actuate his conduct to a degree equal to the
total destruction of Virginia
His strength will increase as a snowball by rolling, and faster, if some expedient cannot be hit upon to convince the slaves and servants of the impotency of his designs.’
The Virginians could plead and did plead that ‘their assemblies had repeatedly attempted to prevent the horrid traffic in slaves, and had been frustrated by the cruelty and covetousness of English merchants, who prevailed on the king to repeal their merciful acts; that the English
encouraged and upheld slavery, while the present masters of negroes in Virginia
pitied their condition, wished in general to make it easy and comfortable, and would willingly not only prevent any more negroes from losing their freedom, but restore it to such as had already unhappily lost it;’ and they foresaw that whatever they themselves might suffer from a rising, the weight of sorrow would fall on the insurgent slaves themselves.
But, in truth, the cry of Dunmore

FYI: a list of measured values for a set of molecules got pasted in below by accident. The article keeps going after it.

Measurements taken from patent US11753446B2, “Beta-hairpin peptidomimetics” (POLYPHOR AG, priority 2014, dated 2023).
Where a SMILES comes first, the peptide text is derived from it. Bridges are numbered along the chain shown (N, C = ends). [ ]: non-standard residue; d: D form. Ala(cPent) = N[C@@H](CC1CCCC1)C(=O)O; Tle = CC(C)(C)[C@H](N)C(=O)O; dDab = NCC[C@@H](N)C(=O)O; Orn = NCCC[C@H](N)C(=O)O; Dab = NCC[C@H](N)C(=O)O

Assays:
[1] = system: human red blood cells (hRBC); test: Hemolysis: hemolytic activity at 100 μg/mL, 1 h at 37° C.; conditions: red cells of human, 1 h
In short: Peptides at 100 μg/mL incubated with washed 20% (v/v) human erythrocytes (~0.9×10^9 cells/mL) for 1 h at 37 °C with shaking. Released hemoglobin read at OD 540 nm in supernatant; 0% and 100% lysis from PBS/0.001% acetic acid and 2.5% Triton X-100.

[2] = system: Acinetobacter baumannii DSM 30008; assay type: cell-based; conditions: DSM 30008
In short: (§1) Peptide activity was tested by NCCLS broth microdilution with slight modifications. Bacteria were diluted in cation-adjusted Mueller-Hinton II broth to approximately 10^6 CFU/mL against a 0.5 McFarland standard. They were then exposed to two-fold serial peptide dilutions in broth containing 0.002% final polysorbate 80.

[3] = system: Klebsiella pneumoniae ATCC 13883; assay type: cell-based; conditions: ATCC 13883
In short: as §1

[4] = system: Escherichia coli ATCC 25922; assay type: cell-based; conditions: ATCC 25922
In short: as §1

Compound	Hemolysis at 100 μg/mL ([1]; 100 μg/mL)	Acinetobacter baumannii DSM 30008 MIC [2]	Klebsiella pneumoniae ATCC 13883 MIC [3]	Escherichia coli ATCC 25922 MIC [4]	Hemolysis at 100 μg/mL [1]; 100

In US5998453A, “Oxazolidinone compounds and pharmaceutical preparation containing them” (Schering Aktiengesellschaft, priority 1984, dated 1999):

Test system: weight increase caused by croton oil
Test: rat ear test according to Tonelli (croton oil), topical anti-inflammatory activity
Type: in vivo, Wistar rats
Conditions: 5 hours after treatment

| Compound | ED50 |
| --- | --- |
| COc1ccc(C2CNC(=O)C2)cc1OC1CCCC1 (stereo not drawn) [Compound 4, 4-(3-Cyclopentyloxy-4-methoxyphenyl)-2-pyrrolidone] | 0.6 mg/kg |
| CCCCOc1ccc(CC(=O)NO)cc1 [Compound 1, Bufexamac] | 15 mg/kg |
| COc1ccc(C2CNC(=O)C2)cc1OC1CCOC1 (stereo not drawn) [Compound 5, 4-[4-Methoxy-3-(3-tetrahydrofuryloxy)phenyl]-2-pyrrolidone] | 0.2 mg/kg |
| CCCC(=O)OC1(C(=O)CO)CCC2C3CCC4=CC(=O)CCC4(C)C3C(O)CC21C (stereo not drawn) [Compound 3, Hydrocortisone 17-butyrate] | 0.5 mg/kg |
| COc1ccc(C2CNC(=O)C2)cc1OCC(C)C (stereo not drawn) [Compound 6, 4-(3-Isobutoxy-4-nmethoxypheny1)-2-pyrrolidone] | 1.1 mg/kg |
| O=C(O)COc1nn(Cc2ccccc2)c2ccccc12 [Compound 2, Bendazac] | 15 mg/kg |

did not rouse among the Africans a passion for freedom.
To them bondage in Virginia
was not a lower condition of being than their former one; they had no regrets for ancient privileges lost; their memories prompted no demand for political changes; no struggling aspirations of their own had invited Dunmore
's interposition; no memorial of their grievances had preceded his offers.
What might have been accomplished, had he been master of the country, and had used an undisputed possession to embody and train the negroes, cannot be told; but as it was, though he boasted that they flocked to his standard, none combined to join him from a longing for an improved condition or even from ill will to their masters.